It should go without saying, but apparently it warrants repeating - these games don't exist to teach history. The Assassin's Creed series, while aiming to feel authentic in its world design, weapons, and environments, does not aim for actual accuracy. A lot of liberties are taken with real events and real people so that a coherent fictional narrative can be superimposed over the top of them. Vague knowledge of the events enhances the experience - the minute knowledge of them would lay all of those liberties bare. I've said it before on this blog, more times than I'd care to count, but apparently it still requires reiteration: development studios and publishers exist to make money. They may wrap other intentions and desires into work - but the bottom line always comes down to the cash. They're going to make more money by better representing the customers they serve - and that includes people with different genitals (and often different coloured skin, too) to the little boys that are armed to the teeth with keyboards, opinions, self-serving attitudes and little else. If a bit of historical accuracy needs to be discarded in order to achieve this financially driven goal, then I'll give you three guesses as to what's going to happen. You should only need one.
As if the financial argument isn't enough, there's the societal one as well - and the one that can be summed up as simply the 'anti-asshole argument.' All people can play videogames. Damn, I'd advocate that all people should play videogames - and all people should be represented by videogames. They're an incredible medium for experiencing life outside of your own little sphere - it's what they do best. They can help to build empathy and understanding. They can open your eyes to other perspectives and worldviews. If you see that as being a problem, well... the problem isn't with the choices developers are making. The problem is you. I'm sure I've said it on here before, but if not - here it is. Rights and representation are not a pie or a cake. Someone else getting a little bit more does not mean that you end up getting a little bit less. Just choose to play as the male character, if it bugs you that much - but don't shout your mouth off about other people having an option to play a GAME in a way that represents them in the same way your choice of character represents you. To do so just makes you sound like an asshole.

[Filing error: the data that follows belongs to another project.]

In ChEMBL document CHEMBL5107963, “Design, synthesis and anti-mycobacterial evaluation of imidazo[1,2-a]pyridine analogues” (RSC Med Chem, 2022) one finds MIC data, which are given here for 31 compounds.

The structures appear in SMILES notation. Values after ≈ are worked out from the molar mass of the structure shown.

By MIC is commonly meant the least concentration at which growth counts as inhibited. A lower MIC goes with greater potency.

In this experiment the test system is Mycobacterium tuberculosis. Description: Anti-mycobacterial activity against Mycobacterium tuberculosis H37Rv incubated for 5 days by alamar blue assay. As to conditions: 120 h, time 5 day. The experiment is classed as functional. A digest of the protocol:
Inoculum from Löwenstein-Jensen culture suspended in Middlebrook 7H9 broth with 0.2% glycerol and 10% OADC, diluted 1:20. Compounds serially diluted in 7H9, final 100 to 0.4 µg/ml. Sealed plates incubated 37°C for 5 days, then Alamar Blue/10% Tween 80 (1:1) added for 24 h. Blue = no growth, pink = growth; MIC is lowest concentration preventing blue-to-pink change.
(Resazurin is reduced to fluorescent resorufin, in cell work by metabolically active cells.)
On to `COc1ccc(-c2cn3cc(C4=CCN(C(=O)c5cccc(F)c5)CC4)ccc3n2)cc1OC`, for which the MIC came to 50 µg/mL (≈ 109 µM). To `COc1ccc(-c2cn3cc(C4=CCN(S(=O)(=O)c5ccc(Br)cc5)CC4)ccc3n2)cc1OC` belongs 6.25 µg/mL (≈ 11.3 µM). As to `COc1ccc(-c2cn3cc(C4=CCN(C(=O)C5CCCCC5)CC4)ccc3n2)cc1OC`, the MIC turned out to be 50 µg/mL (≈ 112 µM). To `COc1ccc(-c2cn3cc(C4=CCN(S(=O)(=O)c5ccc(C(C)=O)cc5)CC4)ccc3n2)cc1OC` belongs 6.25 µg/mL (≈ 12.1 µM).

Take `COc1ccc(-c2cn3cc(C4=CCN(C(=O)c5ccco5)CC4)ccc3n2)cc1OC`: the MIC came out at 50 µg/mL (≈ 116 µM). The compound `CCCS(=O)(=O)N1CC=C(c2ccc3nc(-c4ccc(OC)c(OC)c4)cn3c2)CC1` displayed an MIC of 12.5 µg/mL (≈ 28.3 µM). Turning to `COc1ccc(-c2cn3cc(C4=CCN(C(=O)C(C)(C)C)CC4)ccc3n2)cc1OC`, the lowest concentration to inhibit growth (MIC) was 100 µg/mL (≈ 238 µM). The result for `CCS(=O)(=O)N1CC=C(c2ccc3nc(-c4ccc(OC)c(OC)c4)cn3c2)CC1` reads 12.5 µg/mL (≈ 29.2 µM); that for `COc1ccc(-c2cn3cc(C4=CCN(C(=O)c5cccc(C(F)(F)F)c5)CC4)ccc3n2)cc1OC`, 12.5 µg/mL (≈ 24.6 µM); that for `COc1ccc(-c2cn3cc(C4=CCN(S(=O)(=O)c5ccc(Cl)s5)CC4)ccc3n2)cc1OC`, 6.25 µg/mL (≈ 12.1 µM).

If historical accuracy is what these people really value, they shouldn't be criticising a game for failing to provide it - instead they should be seeking out other mediums that are known for valuing it far more highly. To paraphrase everyone's favourite fictional archaeologist, they're "digging in the wrong place". History books and documentaries exist - my suggestion to them is this: watch them, and read them. And maybe - just maybe, they'll start to understand just where the arguments they're making and sharing can ultimately end up. They don't even need to look that far back - a couple of chapters should give them an idea.
I'm looking forward to playing Assassin's Creed: Valhalla. As a girl. Just to spite these people.